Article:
By Mark Hallum
The wave of protests against Democrats siding with the GOP in the state Senate rolled into Bayside last Friday as about 50 people rallied outside the office of state Sen. Tony Avella (D–Bayside).
Demonstrators held up signs with accusations such as “Phony Tony, you lied to us” to denounce Avella’s membership in the Independent Democratic Conference — a group of renegade Democratic senators who have allied themselves with the GOP, purportedly to shape legislation in the Republican-controlled chamber. The rally was organized by Rise and Resist, a gender-rights group, and Indivisible, a progressive anti-Trump movement.
“They are enabling Republicans to block legislation that [the IDC] claim to support,” said Betsy Malcolm from Rise and Resist. She pointed out that a transgender rights bill “has passed the Assembly 13 times and has never gotten a vote in the Senate.”
About 20 counter-protesters turned out to support Avella, defending his track record for getting legislation passed and saying it was in keeping with Democratic values. One Avella supporter pointed out that the GOP majority would still control the state Senate whether the IDC had a seat at the table or not, but that being part of the ruling coalition brings benefits to constituents and provides Democrats some voice in crafting legislation.
“What people need to understand is that the Republicans don’t need the IDC,” said activist Paul Graziano. “The IDC are in coalition because it benefits the IDC, and ultimately benefits a lot of Democratic districts, as well as being able to advance legislation that the Democrats as a whole would not be able to do. So if the IDC was not in this coalition, they would be in the minority with the other 23 Democrats and they would not be able to pass anything.”
In 2016, Avella touted his record, claiming he had passed over 50 pieces of legislation over the course of last year. Graziano attributed Avella’s success to his membership in the IDC.
Avella invited many of the angry protesters into his district office to speak with them face-to-face and listen to their concerns.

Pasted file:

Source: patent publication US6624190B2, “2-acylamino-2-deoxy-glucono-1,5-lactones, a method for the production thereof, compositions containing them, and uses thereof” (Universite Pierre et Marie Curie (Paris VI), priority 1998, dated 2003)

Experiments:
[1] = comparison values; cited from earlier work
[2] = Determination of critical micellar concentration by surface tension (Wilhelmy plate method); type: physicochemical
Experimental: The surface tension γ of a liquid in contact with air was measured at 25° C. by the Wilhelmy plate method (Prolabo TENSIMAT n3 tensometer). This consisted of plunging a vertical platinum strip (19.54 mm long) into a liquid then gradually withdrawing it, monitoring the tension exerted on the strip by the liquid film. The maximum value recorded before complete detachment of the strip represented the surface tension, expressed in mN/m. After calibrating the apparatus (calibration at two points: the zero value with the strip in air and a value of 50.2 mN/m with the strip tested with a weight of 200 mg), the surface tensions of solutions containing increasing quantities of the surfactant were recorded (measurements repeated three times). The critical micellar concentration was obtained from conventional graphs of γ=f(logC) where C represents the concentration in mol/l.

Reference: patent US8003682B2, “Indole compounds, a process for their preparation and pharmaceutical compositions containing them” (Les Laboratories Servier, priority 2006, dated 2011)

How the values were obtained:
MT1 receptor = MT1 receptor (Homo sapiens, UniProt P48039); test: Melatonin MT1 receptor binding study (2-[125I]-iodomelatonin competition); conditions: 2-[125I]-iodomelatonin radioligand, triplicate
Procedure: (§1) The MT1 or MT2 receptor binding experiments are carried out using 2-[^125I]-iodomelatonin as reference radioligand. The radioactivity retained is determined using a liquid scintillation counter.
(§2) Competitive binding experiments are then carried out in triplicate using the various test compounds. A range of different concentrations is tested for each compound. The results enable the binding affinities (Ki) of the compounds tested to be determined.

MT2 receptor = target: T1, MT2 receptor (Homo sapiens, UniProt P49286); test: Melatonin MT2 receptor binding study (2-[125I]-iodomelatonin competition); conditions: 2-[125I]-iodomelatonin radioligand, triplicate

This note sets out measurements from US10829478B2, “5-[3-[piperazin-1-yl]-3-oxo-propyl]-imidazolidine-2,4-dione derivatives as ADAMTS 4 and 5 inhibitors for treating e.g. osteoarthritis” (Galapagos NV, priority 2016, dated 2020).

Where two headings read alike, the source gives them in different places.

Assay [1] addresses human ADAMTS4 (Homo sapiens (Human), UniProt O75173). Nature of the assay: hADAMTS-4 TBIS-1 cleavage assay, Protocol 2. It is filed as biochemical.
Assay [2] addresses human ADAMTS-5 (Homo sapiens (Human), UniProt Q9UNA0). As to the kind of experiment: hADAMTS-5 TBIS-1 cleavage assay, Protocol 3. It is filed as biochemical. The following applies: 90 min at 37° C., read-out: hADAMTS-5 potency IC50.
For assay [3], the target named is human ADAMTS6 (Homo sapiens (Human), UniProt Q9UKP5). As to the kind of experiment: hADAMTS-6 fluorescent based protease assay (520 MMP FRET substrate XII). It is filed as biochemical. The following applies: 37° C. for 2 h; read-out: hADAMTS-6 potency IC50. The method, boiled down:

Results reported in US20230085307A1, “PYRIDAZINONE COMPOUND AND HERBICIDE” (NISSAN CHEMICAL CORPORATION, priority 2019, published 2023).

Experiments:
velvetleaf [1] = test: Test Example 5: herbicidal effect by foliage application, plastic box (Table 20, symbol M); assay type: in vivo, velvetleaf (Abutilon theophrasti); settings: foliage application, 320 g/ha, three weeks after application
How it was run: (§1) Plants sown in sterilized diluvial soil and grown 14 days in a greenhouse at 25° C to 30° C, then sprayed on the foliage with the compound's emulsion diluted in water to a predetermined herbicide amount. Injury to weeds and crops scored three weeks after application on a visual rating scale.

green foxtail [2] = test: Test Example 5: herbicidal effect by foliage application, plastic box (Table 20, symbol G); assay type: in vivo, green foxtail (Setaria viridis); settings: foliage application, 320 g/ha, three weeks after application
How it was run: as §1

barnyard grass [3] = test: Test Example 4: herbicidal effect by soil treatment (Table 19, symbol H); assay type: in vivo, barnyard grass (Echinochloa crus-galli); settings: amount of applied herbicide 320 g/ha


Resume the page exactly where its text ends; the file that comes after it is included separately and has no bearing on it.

Asked what Avella has done to benefit Democrats, the senator pointed out that he keeps his relatively conservative district out of Republican hands.
“Well, I beat a Republican in the general election or a Republican would be sitting here,” Avella said, referring to his victory over Mark Cipolla in November. “I’m defending the Democratic Party in this district, in a very conservative district, where a Republican can get elected any day of the week. That’s why Frank Padavan was in office for 38 years.”
Avella further argued that he is behind Democratic legislation such as the DREAM Act, which he co-sponsored in every version introduced to the Senate. In fact, he blamed the most recent defeat of the bill to allow undocumented immigrants to qualify for financial aid on traditional Democrats, and he objected to partisan purity tests.
“When you say ‘a real Democrat,’ that offends me,” Avella said. “Because you’re making the decision then of what you consider a Democrat to be. Democrats used to have a wide tent. That’s how we won elections, and that’s what we should be about. Not saying, ‘Well, you don’t agree with me so you’re not a Democrat.’ Shameful, for anyone who says that. Shameful.”
State Sen. Jose Peralta (D-Jackson Heights) was another recent recipient of backlash over his decision to defect to the IDC, and he defended his move as a revolt against the “bad mouthing and cannibalizing” of Democrats who veer away from the usual script.
Reach reporter Mark Hallum by e-mail at mhall